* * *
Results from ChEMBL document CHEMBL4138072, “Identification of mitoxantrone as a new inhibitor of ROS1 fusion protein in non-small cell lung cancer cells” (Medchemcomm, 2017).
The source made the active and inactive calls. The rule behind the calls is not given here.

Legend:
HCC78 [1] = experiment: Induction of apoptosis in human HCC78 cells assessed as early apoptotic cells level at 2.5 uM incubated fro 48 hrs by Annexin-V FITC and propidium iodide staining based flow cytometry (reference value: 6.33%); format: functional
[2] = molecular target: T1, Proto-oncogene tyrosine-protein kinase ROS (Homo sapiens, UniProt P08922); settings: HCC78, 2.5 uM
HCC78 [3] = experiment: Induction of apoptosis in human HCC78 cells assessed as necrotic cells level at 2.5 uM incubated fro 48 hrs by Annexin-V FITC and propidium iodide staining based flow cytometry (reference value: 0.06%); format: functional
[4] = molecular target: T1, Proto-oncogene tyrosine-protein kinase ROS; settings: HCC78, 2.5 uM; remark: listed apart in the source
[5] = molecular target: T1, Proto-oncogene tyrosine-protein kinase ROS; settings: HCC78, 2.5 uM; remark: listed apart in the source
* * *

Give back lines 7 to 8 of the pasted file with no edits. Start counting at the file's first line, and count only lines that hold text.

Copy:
[4] = molecular target: T1, Proto-oncogene tyrosine-protein kinase ROS; settings: HCC78, 2.5 uM; remark: listed apart in the source
[5] = molecular target: T1, Proto-oncogene tyrosine-protein kinase ROS; settings: HCC78, 2.5 uM; remark: listed apart in the source